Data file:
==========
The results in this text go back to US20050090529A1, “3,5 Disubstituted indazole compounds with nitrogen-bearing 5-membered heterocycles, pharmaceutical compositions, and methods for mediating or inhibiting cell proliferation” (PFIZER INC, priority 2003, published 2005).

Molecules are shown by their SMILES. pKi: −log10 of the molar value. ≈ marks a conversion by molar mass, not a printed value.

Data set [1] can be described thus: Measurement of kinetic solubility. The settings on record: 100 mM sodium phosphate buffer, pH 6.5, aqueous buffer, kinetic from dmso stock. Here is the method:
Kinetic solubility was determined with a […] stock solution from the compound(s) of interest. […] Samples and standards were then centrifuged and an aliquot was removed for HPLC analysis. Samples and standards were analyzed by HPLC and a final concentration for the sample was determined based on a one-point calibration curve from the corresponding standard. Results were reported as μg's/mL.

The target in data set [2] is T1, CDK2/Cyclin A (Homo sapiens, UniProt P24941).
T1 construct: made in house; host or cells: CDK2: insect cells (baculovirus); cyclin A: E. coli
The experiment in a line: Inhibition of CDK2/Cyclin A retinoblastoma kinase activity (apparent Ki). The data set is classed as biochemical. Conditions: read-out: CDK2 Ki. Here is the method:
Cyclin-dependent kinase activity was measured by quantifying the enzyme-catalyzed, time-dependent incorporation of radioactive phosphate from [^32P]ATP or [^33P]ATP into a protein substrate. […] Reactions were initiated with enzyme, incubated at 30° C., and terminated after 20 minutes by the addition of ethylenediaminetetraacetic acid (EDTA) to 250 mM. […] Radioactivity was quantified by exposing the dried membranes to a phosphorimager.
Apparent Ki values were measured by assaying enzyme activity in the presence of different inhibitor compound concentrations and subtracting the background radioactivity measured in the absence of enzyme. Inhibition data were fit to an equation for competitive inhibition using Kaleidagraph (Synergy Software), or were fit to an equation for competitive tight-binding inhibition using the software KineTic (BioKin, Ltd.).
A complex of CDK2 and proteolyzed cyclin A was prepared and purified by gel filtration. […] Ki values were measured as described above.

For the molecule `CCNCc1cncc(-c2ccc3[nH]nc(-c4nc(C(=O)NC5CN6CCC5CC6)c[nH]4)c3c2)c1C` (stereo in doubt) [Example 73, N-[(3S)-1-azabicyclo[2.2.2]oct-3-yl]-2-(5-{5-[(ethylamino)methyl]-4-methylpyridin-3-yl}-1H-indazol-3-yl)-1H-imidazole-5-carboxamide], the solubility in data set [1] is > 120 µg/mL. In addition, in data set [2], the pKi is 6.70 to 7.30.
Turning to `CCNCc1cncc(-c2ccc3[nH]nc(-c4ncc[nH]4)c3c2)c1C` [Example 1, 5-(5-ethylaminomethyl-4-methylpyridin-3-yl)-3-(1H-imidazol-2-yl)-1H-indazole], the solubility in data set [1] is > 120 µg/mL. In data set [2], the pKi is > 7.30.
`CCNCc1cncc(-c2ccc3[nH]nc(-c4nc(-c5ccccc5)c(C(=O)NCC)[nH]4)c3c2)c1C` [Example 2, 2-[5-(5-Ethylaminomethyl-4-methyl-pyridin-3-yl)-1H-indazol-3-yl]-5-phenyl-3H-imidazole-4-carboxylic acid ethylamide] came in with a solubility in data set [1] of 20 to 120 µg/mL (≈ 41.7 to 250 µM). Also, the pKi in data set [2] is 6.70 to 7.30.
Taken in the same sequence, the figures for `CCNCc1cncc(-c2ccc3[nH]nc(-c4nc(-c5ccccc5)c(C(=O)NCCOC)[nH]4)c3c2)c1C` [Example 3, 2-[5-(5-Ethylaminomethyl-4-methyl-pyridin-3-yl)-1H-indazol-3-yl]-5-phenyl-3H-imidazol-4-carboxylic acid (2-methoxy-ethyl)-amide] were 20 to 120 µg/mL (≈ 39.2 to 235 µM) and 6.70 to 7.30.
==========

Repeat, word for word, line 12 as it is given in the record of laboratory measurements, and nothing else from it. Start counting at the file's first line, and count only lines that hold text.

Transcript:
Turning to `CCNCc1cncc(-c2ccc3[nH]nc(-c4ncc[nH]4)c3c2)c1C` [Example 1, 5-(5-ethylaminomethyl-4-methylpyridin-3-yl)-3-(1H-imidazol-2-yl)-1H-indazole], the solubility in data set [1] is > 120 µg/mL. In data set [2], the pKi is > 7.30.